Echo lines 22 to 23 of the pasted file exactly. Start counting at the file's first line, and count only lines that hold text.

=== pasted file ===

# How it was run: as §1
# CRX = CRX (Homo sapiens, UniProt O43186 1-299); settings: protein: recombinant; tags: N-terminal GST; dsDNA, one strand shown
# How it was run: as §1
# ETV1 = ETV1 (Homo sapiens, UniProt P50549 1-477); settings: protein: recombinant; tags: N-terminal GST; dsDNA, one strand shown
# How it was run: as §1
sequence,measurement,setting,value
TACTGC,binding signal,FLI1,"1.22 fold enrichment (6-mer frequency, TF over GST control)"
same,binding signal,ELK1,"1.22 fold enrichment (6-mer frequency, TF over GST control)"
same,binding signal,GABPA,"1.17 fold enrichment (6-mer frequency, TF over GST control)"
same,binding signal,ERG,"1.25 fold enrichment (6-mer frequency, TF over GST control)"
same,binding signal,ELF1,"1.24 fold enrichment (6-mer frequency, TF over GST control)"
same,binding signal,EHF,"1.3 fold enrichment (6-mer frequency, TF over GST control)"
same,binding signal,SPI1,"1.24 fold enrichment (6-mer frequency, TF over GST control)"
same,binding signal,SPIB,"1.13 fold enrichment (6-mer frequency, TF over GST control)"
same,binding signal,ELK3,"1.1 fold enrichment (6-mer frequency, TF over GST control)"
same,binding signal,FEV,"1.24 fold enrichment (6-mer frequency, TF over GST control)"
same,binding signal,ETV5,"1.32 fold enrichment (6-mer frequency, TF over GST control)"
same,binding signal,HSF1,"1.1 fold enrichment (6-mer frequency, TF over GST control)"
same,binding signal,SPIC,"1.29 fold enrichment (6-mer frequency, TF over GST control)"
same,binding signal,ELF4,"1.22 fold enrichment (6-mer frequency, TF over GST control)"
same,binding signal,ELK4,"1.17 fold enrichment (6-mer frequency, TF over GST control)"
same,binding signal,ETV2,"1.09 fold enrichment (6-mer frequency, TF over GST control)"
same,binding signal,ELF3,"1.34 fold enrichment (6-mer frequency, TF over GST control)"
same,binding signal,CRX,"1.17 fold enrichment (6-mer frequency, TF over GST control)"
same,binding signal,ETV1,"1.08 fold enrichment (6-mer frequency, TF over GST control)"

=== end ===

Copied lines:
same,binding signal,ETV2,"1.09 fold enrichment (6-mer frequency, TF over GST control)"
same,binding signal,ELF3,"1.34 fold enrichment (6-mer frequency, TF over GST control)"